Telecommuting is taking off. It seems I have been reading that for years, but more and more I run into people that are at least able to telecommute part of the time for their jobs. There are still lots of people that don’t telecommute at all, especially in Information Technology, but I do think more and more businesses are becoming open to the idea that some portion of their workforce going about their daily tasks from a remote location.
And that means security is a bigger issue. I ran into this short piece on two ways to provide security for home workers and found it interesting. It mentions VPNs with network access controls as one solution and remote terminals as the second solution. Both of these can work, but both can also be complex to implement.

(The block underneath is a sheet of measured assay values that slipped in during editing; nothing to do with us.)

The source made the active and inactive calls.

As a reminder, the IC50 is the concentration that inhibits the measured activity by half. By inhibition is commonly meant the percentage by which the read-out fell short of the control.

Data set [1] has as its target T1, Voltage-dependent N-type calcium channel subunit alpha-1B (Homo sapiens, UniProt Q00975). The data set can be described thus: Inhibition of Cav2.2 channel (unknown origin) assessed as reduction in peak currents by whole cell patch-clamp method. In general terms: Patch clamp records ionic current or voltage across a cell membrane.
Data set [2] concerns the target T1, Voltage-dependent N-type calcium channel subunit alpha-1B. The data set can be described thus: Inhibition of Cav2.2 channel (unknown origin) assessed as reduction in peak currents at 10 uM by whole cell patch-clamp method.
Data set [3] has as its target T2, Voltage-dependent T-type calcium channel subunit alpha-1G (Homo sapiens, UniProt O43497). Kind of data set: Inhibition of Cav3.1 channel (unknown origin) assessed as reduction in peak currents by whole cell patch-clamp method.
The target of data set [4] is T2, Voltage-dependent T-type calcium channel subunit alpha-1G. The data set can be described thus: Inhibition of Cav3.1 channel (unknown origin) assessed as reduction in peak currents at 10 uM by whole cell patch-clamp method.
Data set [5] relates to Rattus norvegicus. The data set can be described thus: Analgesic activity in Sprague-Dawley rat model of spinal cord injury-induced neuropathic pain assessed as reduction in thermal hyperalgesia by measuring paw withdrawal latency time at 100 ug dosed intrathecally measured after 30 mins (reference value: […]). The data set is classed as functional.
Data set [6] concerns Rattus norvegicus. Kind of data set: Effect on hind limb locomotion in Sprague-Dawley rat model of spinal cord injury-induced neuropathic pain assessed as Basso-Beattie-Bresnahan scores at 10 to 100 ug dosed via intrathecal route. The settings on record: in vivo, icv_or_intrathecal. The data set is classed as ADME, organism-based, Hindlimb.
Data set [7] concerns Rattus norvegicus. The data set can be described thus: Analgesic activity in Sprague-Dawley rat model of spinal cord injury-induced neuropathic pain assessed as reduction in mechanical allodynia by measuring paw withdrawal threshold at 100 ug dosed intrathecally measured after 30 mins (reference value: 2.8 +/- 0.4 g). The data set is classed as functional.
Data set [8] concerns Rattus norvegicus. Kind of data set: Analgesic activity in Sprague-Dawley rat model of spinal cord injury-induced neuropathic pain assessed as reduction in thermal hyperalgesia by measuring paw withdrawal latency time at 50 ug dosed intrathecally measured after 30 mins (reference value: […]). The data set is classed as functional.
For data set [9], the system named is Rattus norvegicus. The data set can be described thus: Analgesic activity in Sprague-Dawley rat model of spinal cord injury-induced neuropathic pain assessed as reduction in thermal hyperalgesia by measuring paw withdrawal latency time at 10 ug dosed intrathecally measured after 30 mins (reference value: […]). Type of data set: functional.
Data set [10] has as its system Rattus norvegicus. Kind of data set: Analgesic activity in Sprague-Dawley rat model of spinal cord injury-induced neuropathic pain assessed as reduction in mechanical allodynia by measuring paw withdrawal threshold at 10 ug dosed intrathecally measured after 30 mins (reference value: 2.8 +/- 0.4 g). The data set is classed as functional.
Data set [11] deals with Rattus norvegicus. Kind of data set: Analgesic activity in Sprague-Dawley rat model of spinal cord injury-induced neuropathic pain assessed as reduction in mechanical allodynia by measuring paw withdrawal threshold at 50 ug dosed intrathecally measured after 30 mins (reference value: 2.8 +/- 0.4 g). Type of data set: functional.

The lines between what is private and what is corporate are blurring often on our machines, just as the line between private time and company time is hard to discern. No matter what your company policy is, chances are that for IT workers, some of their personal life will bleed onto their corporate hardware. That’s even more of an issue when you have people working at home.
While the infrastructure people will concern themselves about good network security, I think it’s important that DBAs question the data security as well. Is database access protected? Can the user download and save critical data to their machines? Is any encryption employed? It’s important to ask the questions and be sure that those involved with securing corporate systems are aware of potential data security issues.